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Main Title Reliability Study of the U.S. EPA's Method 101A: Determination of Particulate and Gaseous Mercury Emissions.
Author Wilshire, F. W. ; Knoll, J. E. ; Ward, T. E. ; Midgett., M. R. ;
CORP Author Environmental Protection Agency, Research Triangle Park, NC. Atmospheric Research and Exposure Assessment Lab.
Publisher c1991
Year Published 1991
Report Number EPA/600/D-91/219;
Stock Number PB91-233361
Additional Subjects Mercury(Metal) ; Vapors ; Particulates ; Incinerators ; Reliability ; Interfering elements ; Ammonia ; Hydrogen chloride ; EPA Method 101A
Library Call Number Additional Info Location Last
NTIS  PB91-233361 Some EPA libraries have a fiche copy filed under the call number shown. 07/26/2022
Collation 14p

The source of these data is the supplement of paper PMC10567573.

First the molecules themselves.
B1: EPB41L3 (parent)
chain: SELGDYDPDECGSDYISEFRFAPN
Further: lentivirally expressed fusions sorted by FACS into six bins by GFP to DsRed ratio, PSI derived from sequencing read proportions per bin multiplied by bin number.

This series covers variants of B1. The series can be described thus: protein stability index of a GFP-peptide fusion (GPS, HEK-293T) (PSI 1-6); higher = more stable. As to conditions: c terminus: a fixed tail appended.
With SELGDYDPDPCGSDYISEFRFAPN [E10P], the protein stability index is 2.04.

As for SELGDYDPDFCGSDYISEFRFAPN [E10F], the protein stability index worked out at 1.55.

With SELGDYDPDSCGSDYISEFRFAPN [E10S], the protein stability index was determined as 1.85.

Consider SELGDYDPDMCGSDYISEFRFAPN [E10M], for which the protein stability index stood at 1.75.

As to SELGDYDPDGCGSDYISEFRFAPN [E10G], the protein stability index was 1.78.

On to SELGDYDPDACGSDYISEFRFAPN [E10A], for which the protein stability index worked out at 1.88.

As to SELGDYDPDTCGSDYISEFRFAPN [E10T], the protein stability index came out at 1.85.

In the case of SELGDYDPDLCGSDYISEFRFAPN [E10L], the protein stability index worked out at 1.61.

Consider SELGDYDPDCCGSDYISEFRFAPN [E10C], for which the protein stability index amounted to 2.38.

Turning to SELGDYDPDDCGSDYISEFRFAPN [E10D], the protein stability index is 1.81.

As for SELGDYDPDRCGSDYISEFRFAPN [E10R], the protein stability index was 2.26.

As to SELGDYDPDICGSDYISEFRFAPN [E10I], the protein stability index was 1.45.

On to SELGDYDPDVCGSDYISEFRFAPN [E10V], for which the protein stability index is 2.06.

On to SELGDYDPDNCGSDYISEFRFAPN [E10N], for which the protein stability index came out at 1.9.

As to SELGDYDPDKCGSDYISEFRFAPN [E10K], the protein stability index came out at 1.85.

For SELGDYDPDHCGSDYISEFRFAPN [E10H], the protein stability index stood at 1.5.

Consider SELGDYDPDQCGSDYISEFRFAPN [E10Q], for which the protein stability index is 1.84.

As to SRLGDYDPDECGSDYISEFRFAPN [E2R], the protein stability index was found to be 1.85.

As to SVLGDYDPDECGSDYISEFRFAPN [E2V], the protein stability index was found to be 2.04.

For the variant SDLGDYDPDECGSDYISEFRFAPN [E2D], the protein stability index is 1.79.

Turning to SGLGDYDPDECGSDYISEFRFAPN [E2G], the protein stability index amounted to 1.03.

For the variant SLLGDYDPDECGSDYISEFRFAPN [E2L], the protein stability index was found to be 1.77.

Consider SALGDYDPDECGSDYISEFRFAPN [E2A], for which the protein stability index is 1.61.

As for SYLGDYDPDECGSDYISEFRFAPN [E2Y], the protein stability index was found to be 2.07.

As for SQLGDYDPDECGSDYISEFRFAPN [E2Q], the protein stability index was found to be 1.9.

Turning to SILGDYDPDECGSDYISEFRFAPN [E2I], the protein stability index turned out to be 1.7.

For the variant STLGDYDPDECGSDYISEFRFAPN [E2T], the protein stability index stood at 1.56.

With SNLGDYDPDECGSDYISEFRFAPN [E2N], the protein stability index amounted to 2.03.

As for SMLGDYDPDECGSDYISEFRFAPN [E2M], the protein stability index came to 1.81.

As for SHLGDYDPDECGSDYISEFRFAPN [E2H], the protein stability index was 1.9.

EPA Method 101A applies to the determination of particulate and gaseous mercury emissions from sewage sludge incinerators and other sources. Concern has been expressed that ammonia or hydrogen chloride (HC1) when present in the emissions, interferes in the analytical processes and produces a high positive bias in the mercury results. Because HCl and ammonia are present in the effluents from municipal waste incinerators where chlorinated plastics are combusted, the present laboratory study was conducted to investigate these concerns. A standard EPA Method 101A sampling train was employed in the study. The source of Hg vapor consisted of two certified Hg permeation tubes. The mercury vapor was directed into a stream of filtered laboratory air and sampled at rates varying between 15 and 30 L/min. Approximately 1 m3 of gas was collected in each sample run. A side stream of ammonia vapor was added to the gas sampled in half of the runs to determine the effects of that substance. Mercury recoveries with and without added ammonia were 97.3 + or - 3.4 and 96.8 + or - 1.3%, respectively. Application of the Aspin-Welch test for the difference between two sample means showed that the difference was not statistically significant. The effect of added HCl was also studied. Mercury and HCl were added to samples of the acid permanganate reagent and subjected to the Method 101A analytical procedure. Mercury recoveries were 100.0 + or - 5.2, 101.3 + or - 8.5, and 98.0 + or - 5.4% for 0, 1, and 7 g of added HCl, respectively, indicating no effect of HCl on the analysis.